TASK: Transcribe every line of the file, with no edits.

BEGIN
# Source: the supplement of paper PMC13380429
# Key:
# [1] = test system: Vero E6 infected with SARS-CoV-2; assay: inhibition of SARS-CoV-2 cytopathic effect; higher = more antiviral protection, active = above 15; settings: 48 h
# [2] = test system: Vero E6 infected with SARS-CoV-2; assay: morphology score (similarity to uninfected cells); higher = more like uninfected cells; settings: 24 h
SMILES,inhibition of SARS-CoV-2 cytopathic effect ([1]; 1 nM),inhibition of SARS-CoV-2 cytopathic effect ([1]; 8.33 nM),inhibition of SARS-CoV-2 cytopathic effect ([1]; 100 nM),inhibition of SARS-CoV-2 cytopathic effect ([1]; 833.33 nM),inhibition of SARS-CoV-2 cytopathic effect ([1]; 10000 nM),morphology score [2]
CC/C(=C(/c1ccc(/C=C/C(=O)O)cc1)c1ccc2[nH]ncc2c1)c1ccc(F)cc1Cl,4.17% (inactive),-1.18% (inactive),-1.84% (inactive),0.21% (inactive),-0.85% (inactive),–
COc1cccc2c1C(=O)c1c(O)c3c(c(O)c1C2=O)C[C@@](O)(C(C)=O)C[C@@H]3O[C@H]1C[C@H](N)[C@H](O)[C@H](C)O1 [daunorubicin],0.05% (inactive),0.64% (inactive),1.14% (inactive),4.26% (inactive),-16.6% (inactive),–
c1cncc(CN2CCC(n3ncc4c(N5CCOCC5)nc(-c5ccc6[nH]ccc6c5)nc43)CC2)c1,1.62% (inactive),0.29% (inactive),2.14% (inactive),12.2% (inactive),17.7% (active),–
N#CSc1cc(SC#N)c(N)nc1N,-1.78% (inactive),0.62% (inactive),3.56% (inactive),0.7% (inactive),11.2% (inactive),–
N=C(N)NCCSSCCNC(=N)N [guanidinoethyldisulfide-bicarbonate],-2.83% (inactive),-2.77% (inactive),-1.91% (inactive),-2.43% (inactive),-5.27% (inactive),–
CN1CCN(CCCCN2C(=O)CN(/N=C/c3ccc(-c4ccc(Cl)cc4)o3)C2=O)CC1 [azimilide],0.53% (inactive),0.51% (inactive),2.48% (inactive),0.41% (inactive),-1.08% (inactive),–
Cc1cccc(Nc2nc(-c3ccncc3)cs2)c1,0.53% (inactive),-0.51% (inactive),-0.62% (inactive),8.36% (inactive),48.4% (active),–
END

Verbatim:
# Source: the supplement of paper PMC13380429
# Key:
# [1] = test system: Vero E6 infected with SARS-CoV-2; assay: inhibition of SARS-CoV-2 cytopathic effect; higher = more antiviral protection, active = above 15; settings: 48 h
# [2] = test system: Vero E6 infected with SARS-CoV-2; assay: morphology score (similarity to uninfected cells); higher = more like uninfected cells; settings: 24 h
SMILES,inhibition of SARS-CoV-2 cytopathic effect ([1]; 1 nM),inhibition of SARS-CoV-2 cytopathic effect ([1]; 8.33 nM),inhibition of SARS-CoV-2 cytopathic effect ([1]; 100 nM),inhibition of SARS-CoV-2 cytopathic effect ([1]; 833.33 nM),inhibition of SARS-CoV-2 cytopathic effect ([1]; 10000 nM),morphology score [2]
CC/C(=C(/c1ccc(/C=C/C(=O)O)cc1)c1ccc2[nH]ncc2c1)c1ccc(F)cc1Cl,4.17% (inactive),-1.18% (inactive),-1.84% (inactive),0.21% (inactive),-0.85% (inactive),–
COc1cccc2c1C(=O)c1c(O)c3c(c(O)c1C2=O)C[C@@](O)(C(C)=O)C[C@@H]3O[C@H]1C[C@H](N)[C@H](O)[C@H](C)O1 [daunorubicin],0.05% (inactive),0.64% (inactive),1.14% (inactive),4.26% (inactive),-16.6% (inactive),–
c1cncc(CN2CCC(n3ncc4c(N5CCOCC5)nc(-c5ccc6[nH]ccc6c5)nc43)CC2)c1,1.62% (inactive),0.29% (inactive),2.14% (inactive),12.2% (inactive),17.7% (active),–
N#CSc1cc(SC#N)c(N)nc1N,-1.78% (inactive),0.62% (inactive),3.56% (inactive),0.7% (inactive),11.2% (inactive),–
N=C(N)NCCSSCCNC(=N)N [guanidinoethyldisulfide-bicarbonate],-2.83% (inactive),-2.77% (inactive),-1.91% (inactive),-2.43% (inactive),-5.27% (inactive),–
CN1CCN(CCCCN2C(=O)CN(/N=C/c3ccc(-c4ccc(Cl)cc4)o3)C2=O)CC1 [azimilide],0.53% (inactive),0.51% (inactive),2.48% (inactive),0.41% (inactive),-1.08% (inactive),–
Cc1cccc(Nc2nc(-c3ccncc3)cs2)c1,0.53% (inactive),-0.51% (inactive),-0.62% (inactive),8.36% (inactive),48.4% (active),–